feel one or more of the following:
This could cause you to avoid intimacy with your partner,and may make your partner feel rejected, unattractive orthat they are somehow causing this to happen.
What can I do to help my erection problems?
The best way to prevent erection problems is to reduce the
chance of you having them in the first place. It is now
known that erectile dysfunction shares almost the same
risk factors as heart disease. So if you reduce these risk
factors, you may notice an all round health benefit.
Changing your lifestyle towards a more healthy way of
living is one of the ways in which you can do this.
Examples could include:
• Having blood tests to look at cholesterol levels Should I go to my doctor about my Erectile
Erectile difficulty may be an early sign of various other
illnesses, as mentioned earlier. So it is very important to
see your doctor who will investigate the potential causes.
Your treatment may then vary depending on whether any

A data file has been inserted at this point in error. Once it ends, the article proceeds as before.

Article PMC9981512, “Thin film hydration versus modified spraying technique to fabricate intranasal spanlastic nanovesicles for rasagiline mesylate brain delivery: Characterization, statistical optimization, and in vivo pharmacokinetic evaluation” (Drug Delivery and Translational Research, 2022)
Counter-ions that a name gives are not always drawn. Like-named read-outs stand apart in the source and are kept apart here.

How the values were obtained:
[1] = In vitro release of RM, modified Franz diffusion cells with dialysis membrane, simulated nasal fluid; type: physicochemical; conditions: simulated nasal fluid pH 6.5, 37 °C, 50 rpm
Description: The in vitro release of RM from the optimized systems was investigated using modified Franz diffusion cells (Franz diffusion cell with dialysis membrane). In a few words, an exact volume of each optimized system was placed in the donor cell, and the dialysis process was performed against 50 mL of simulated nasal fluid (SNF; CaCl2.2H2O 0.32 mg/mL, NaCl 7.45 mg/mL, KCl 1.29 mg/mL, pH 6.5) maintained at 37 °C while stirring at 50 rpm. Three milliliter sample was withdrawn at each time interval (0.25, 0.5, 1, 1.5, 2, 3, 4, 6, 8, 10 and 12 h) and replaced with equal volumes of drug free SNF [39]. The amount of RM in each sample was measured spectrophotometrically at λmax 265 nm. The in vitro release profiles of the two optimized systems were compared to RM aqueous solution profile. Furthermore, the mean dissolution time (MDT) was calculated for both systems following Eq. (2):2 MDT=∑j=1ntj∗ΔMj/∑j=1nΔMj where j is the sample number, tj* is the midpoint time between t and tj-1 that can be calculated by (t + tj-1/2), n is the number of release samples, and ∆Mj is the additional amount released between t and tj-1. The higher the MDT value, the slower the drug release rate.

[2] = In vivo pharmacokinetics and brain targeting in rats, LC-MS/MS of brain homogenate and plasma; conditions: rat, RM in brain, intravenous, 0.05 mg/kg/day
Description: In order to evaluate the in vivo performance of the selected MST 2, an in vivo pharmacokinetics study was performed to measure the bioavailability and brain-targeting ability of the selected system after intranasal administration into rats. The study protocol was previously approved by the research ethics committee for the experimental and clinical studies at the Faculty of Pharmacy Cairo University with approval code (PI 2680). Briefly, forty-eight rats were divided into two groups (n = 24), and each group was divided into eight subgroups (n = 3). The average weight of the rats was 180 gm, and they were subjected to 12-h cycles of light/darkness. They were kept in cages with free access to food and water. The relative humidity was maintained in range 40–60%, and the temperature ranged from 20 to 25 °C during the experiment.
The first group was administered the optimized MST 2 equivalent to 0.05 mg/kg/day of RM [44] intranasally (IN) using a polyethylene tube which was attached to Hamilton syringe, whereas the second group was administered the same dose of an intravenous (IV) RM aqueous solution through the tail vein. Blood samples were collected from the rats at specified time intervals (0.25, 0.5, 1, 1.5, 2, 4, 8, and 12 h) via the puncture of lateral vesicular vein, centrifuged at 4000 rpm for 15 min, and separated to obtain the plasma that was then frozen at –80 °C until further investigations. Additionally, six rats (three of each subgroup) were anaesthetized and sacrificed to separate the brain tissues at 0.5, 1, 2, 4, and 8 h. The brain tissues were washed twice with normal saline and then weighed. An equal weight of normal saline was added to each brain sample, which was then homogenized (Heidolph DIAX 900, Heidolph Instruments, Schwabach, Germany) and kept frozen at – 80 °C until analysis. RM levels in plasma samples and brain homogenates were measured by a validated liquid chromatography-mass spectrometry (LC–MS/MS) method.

underlying disease is present.
What treatments are there to help with my
Erectile Dysfunction?
As mentioned previously, any underlying illnesses which
may be causing your erection difficulty will be treated
suitably by your doctor. Some of the most common
treatments for erection difficulty include:
• Medication (e.g. Viagra®, Cialis®, Levitra®) • MUSE® (placing medicine into your water pipe) • Penile implants (inflatable tubes inserted into your penis • Psychosexual counselling/talking therapy Your doctor or nurse will advise you on which therapy maybe best suited to you. Unless you there is a reason for younot to use a certain therapy (e.g. Viagra may not besuitable for you, if you take medicines containing nitrates,it could be dangerous to your health); you can choosewhich one you would like to try.
In addition to helping my ED, what other
benefits are there to stopping smoking?
There are many physical and health benefits to quitting
smoking. Smoking increases your risk of the following:
• Fertility problems (by lowering your sperm count and There are also the added benefits of:
• Improving your sense of taste and smell
• Improving the appearance of your skin and teeth • Helping you to feel better about yourself Remember it is never too late to stop smoking.
The benefits begin within 20 minutes of giving